5) Inappropriate laughing and crying. Believe it or not, this is actually an honest to goodness symptom for those of us lucky enough to have bulbar onset ALS, so much so that I am currently participating in a clinical drug trial at UCSF. The long and short of this particular symptom is that there are times when I have absolutely no control over my ability to stop laughing and/or crying. For example, a few months ago when Emma was a newborn, I was trying to make myself useful by attempting to help Fehmeen to calm Emma down and I could not stop giggling. That did not help the situation at all and I was promptly asked to leave. (I am lucky that both of my ladies are so forgiving and understanding). The crying is just as annoying as well especially when I find myself tearing up and sobbing during a Lifetime movie. Please don’t judge me too harshly, okay?
4) Out of control sneezing. If it is possible to hate and detest a bodily function any more than I despise sneezing these days, I would gladly empty my nearly impossible to get to wallet for you. I have always been a multiple sneezer (not just one sneeze at a time, no, no, at least three to five) but now that I have meager control of my mouth and tongue sneezing has become extremely painful and majorly messy. My sneezes have become so fierce and violent I now have to anchor myself to a solid object and grab as many tissues and napkins as I can. The sheer volume of snot (sorry) that comes out of my nose during these episodes is downright faucet-like. I’m not even going to mention the snot bubbles (can you say golf ball?). If I plan ahead and set up my video camera, I guarantee you I would be the next youtube viral video star.
3) Buttons. Buttons are the bane of my existence. They have been created and given a place on this planet to mock me. No lie but I could probably spend a good ten minutes trying to button up my shirt each day. It has gotten so ridiculous that I now leave my shirts pre-buttoned so all I have to do is slip the shirt over my head and have Fehmeen button the top one for me. Needless to say I have gotten rid of my button fly 501 jeans.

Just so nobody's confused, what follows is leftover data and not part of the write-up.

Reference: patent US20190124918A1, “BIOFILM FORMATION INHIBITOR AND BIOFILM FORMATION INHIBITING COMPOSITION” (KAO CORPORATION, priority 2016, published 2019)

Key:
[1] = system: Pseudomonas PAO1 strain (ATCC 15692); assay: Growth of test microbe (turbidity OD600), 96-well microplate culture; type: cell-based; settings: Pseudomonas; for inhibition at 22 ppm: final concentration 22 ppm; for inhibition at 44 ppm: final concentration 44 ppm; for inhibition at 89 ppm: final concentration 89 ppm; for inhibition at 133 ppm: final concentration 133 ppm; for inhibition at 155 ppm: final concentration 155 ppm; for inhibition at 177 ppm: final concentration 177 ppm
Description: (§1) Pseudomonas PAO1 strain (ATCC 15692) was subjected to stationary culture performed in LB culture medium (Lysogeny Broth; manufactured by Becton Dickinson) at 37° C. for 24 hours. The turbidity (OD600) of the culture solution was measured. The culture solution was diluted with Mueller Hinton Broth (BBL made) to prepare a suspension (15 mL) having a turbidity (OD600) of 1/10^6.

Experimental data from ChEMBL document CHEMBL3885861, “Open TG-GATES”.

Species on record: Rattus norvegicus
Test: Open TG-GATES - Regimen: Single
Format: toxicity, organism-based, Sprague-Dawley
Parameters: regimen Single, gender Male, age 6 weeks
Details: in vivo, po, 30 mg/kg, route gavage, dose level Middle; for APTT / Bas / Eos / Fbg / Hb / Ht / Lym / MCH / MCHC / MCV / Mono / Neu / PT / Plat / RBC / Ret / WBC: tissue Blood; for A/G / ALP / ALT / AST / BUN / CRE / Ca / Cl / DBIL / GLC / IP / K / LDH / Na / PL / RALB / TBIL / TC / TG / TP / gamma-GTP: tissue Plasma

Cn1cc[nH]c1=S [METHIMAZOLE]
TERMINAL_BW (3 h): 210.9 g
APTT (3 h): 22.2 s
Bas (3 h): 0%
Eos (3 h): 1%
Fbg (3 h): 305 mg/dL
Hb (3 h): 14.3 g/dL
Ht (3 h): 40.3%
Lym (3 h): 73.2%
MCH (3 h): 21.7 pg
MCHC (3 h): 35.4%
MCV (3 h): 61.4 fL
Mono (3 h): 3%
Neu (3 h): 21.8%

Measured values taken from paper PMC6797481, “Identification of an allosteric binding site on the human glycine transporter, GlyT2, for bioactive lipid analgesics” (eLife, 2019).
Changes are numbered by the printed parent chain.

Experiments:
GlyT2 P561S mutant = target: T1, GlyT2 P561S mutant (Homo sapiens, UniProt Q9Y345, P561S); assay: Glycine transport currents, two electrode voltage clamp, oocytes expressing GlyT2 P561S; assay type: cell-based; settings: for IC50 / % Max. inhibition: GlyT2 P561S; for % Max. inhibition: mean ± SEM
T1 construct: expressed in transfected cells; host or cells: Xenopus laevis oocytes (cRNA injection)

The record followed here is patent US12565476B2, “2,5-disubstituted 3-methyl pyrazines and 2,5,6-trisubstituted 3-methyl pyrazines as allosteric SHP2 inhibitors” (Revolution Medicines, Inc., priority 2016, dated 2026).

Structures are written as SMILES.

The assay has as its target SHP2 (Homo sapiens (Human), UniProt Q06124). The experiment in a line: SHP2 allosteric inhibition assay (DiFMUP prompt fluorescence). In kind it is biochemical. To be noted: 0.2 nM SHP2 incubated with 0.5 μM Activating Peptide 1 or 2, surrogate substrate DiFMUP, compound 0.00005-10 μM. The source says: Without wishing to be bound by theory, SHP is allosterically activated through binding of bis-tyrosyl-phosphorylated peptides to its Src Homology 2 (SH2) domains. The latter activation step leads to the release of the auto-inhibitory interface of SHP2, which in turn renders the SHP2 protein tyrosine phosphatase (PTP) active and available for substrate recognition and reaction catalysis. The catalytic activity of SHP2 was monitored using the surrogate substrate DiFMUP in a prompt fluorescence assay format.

2) Tying my shoes. Another exercise in patience, I could literally spend ten minutes per day per shoe. When we are running short of time I actively seek help with this activity but when I have the quality time to spend doing it, nothing beats the fun of trying to tie your shoes over and over and over again.
1) People that treat me like I am retarded. This one seriously bugs the crap out of me. I realize that I don’t get around that quickly anymore and that I sound different than anyone most people have ever heard in their day to day lives but that doesn’t mean you can bust out your Jump to Conclusions mat and play the let’s talk to this guy really, really slowly so he can understand what I am saying card. This has happened to me several times in the very recent past. The first time was at Safeway when I asked a worker there where the Kool Whip was and he told me aisle five and then offered to show me where that was. I declined his kind offer. By far the worst and most offensive episode happened when I went to a doctor’s office for a laryngoscopy, which is a cool procedure where they stick a camera through your nose and down your throat to check out your vocal cords. There were three doctors in the room with me that day and after the test was done, one of the doctors explained to me in a very, very slow and condescending fashion that even though I may get a device (a palatal lift) that may make my speech more understandable, he felt that I should be aware that due to the progressive nature of ALS that the solution is only temporary. Thanks for the four one one, jackass.
Before I sign off, I do want to say one more thing. Even though I may be complaining about the things that are currently annoying me, I want to make it abundantly clear that I want to continue to do all of these things for as long as possible because that means that I am maintaining some modified degree of independence. I have this mental checklist of tasks I can still do and I fully intend to keep that list at it’s current length.